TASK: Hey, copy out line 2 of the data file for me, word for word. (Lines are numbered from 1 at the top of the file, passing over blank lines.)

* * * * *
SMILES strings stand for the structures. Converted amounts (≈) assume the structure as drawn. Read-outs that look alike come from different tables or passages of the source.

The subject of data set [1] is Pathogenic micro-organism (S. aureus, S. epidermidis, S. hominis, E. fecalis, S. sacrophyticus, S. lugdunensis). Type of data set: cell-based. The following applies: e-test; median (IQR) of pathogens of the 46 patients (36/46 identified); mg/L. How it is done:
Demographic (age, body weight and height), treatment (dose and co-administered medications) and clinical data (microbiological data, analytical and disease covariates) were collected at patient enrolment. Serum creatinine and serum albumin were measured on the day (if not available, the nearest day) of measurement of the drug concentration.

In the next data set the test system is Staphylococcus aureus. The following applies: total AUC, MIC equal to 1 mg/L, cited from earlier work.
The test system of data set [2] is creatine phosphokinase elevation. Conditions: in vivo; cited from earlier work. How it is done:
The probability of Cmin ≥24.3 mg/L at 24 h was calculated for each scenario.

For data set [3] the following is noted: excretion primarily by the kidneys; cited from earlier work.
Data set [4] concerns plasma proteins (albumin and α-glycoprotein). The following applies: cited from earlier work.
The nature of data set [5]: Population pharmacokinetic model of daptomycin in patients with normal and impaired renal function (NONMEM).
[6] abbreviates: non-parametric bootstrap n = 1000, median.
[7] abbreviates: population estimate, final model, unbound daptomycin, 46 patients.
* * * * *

The subject of data set [1] is Pathogenic micro-organism (S. aureus, S. epidermidis, S. hominis, E. fecalis, S. sacrophyticus, S. lugdunensis). Type of data set: cell-based. The following applies: e-test; median (IQR) of pathogens of the 46 patients (36/46 identified); mg/L. How it is done: